One of the best loved attractions of Madeira Drive is its toy town, mini, electric railway. But this is not just a novelty entertainment - Eastbourne, for example, has a toy train on road wheels to entertain visitors - this is a genuine piece of UK industrial history.
Magnus Volk opened his seafront electric railway in 1883. It was the first electric railway in Britain, and was only beaten in the whole of Europe by the seaside town of Portrush in Northern Ireland and the city of Berlin. The difference with its competitors is that Volk's Railway is still running.
There are only three stops: the Aquarium Station, at the western end; Peter Pan's Station, the half-way point; and Black Rock Station (also known as Marina Station), at the eastern end . The line is about 1.1 miles long.
Volks Railway operates as a summer service only between Easter and September. More information about train times and fares can be found here.
The line is fenced off for safety reasons, but there are plenty of crossing points, insuring access to the beach.
There are carsheds at Banjo Groyne, and on the opposite side of the road, built into the cliff, is the Volk's HQ.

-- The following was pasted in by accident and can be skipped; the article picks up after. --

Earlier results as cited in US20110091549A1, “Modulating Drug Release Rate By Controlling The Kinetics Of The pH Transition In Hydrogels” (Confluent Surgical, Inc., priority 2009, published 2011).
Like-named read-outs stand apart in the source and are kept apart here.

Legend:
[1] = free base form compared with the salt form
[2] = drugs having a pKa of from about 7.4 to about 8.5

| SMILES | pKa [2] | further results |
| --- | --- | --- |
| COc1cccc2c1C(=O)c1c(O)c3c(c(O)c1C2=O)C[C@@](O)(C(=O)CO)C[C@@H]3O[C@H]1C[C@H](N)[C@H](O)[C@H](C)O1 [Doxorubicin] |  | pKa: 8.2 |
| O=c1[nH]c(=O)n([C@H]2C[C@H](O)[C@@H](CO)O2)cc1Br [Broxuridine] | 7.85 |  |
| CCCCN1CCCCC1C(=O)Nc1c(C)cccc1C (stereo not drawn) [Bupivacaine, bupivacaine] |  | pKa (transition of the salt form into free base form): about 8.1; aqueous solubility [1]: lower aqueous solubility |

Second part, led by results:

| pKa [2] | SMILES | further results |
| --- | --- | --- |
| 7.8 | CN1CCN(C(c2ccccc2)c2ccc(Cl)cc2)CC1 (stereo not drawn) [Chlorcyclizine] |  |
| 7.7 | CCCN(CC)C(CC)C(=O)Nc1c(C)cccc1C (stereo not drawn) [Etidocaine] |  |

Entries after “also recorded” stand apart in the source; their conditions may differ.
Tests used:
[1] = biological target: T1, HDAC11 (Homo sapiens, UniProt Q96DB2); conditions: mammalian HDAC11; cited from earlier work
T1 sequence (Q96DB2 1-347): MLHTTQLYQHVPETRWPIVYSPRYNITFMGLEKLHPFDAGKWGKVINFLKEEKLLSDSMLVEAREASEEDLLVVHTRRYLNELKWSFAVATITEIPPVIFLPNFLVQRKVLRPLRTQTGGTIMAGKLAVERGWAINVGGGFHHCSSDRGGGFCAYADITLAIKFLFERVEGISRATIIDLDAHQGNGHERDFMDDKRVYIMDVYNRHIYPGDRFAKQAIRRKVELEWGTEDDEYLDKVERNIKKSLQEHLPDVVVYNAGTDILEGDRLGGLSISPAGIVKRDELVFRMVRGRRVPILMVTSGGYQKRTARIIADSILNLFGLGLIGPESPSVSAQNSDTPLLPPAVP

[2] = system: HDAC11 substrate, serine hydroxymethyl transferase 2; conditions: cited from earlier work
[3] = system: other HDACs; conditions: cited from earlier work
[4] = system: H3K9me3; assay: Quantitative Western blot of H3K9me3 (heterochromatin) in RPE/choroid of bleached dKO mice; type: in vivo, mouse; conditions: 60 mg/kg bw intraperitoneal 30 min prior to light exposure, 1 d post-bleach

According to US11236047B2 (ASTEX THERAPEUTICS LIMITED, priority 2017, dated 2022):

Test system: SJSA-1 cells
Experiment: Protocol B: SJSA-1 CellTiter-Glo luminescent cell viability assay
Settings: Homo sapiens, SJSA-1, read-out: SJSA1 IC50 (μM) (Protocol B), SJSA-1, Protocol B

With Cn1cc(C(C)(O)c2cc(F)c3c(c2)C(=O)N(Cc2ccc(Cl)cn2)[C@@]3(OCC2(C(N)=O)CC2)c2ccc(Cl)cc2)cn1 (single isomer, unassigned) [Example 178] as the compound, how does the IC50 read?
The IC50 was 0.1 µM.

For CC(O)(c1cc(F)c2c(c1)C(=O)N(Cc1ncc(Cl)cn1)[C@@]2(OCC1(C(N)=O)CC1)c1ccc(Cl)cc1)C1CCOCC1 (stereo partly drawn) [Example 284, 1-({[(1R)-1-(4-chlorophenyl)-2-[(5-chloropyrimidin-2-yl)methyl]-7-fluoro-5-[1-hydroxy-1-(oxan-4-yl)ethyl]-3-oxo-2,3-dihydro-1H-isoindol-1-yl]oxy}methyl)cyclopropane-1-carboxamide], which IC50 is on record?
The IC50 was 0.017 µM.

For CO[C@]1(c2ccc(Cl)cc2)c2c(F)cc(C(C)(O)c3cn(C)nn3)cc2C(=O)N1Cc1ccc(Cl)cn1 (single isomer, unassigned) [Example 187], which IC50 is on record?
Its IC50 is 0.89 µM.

On Sunday, 3rd August 2008 the Volk's Electric Railway Association celebrated the 125th anniversary of this unique, little railway. Invited guests included the Mayor of Brighton & Hove, Cllr. Garry Peltzer Dunn, and journalist and broadcaster, Nicholas Owen, who has long had an interest in public transport systems.
The morning was wet and dull, but around 11-30 Volk's Railway enthusiasts began to gather at the Aquarium Station. After short speeches by the Mayor and Nicholas Owen, a ribbon was cut, and the VIP party, which included members of the Magnus Volk family connection, boarded the train and Nicholas Owen drove the train to Half Way Station where a small exhibition on the history of the railway was opened.
The photographs in the gallery include one of members of the Volk's family holding a copy of the Volk family tree.